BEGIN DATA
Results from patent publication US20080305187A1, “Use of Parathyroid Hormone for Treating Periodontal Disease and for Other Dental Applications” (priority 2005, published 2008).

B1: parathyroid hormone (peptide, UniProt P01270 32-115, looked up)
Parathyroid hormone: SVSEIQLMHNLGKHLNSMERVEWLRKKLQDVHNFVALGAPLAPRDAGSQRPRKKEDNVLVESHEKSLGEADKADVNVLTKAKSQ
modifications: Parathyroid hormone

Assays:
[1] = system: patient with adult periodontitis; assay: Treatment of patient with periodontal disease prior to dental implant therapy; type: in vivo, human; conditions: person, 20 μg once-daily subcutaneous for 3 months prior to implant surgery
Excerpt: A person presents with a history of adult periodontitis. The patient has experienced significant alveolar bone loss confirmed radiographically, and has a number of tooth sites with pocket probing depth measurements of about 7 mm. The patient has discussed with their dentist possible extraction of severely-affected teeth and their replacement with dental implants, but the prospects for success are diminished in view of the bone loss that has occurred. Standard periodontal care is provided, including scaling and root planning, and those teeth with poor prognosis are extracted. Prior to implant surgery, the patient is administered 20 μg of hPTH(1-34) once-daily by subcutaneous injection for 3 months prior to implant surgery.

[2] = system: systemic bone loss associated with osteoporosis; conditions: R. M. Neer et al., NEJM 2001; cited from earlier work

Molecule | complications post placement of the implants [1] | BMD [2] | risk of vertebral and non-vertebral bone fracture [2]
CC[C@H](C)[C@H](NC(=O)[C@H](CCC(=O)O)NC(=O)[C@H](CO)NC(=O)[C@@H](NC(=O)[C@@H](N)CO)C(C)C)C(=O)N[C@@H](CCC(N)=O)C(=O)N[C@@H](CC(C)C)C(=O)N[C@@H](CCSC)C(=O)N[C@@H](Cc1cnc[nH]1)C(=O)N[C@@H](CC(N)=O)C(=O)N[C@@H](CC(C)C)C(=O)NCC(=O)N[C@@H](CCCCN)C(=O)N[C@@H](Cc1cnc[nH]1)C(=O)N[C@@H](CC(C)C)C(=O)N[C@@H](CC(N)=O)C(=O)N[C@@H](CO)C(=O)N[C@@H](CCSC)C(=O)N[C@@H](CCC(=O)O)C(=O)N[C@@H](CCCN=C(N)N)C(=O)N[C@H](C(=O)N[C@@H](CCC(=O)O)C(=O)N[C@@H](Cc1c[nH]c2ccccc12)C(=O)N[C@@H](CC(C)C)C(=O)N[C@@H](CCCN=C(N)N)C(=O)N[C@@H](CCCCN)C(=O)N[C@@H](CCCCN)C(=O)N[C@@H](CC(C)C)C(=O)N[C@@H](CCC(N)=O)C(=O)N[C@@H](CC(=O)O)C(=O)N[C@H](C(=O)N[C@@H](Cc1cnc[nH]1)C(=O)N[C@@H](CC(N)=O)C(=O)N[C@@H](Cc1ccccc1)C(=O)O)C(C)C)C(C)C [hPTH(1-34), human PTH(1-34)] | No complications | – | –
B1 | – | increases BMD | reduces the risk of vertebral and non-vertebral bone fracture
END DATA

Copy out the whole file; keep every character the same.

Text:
Results from patent publication US20080305187A1, “Use of Parathyroid Hormone for Treating Periodontal Disease and for Other Dental Applications” (priority 2005, published 2008).

B1: parathyroid hormone (peptide, UniProt P01270 32-115, looked up)
Parathyroid hormone: SVSEIQLMHNLGKHLNSMERVEWLRKKLQDVHNFVALGAPLAPRDAGSQRPRKKEDNVLVESHEKSLGEADKADVNVLTKAKSQ
modifications: Parathyroid hormone

Assays:
[1] = system: patient with adult periodontitis; assay: Treatment of patient with periodontal disease prior to dental implant therapy; type: in vivo, human; conditions: person, 20 μg once-daily subcutaneous for 3 months prior to implant surgery
Excerpt: A person presents with a history of adult periodontitis. The patient has experienced significant alveolar bone loss confirmed radiographically, and has a number of tooth sites with pocket probing depth measurements of about 7 mm. The patient has discussed with their dentist possible extraction of severely-affected teeth and their replacement with dental implants, but the prospects for success are diminished in view of the bone loss that has occurred. Standard periodontal care is provided, including scaling and root planning, and those teeth with poor prognosis are extracted. Prior to implant surgery, the patient is administered 20 μg of hPTH(1-34) once-daily by subcutaneous injection for 3 months prior to implant surgery.

[2] = system: systemic bone loss associated with osteoporosis; conditions: R. M. Neer et al., NEJM 2001; cited from earlier work

Molecule | complications post placement of the implants [1] | BMD [2] | risk of vertebral and non-vertebral bone fracture [2]
CC[C@H](C)[C@H](NC(=O)[C@H](CCC(=O)O)NC(=O)[C@H](CO)NC(=O)[C@@H](NC(=O)[C@@H](N)CO)C(C)C)C(=O)N[C@@H](CCC(N)=O)C(=O)N[C@@H](CC(C)C)C(=O)N[C@@H](CCSC)C(=O)N[C@@H](Cc1cnc[nH]1)C(=O)N[C@@H](CC(N)=O)C(=O)N[C@@H](CC(C)C)C(=O)NCC(=O)N[C@@H](CCCCN)C(=O)N[C@@H](Cc1cnc[nH]1)C(=O)N[C@@H](CC(C)C)C(=O)N[C@@H](CC(N)=O)C(=O)N[C@@H](CO)C(=O)N[C@@H](CCSC)C(=O)N[C@@H](CCC(=O)O)C(=O)N[C@@H](CCCN=C(N)N)C(=O)N[C@H](C(=O)N[C@@H](CCC(=O)O)C(=O)N[C@@H](Cc1c[nH]c2ccccc12)C(=O)N[C@@H](CC(C)C)C(=O)N[C@@H](CCCN=C(N)N)C(=O)N[C@@H](CCCCN)C(=O)N[C@@H](CCCCN)C(=O)N[C@@H](CC(C)C)C(=O)N[C@@H](CCC(N)=O)C(=O)N[C@@H](CC(=O)O)C(=O)N[C@H](C(=O)N[C@@H](Cc1cnc[nH]1)C(=O)N[C@@H](CC(N)=O)C(=O)N[C@@H](Cc1ccccc1)C(=O)O)C(C)C)C(C)C [hPTH(1-34), human PTH(1-34)] | No complications | – | –
B1 | – | increases BMD | reduces the risk of vertebral and non-vertebral bone fracture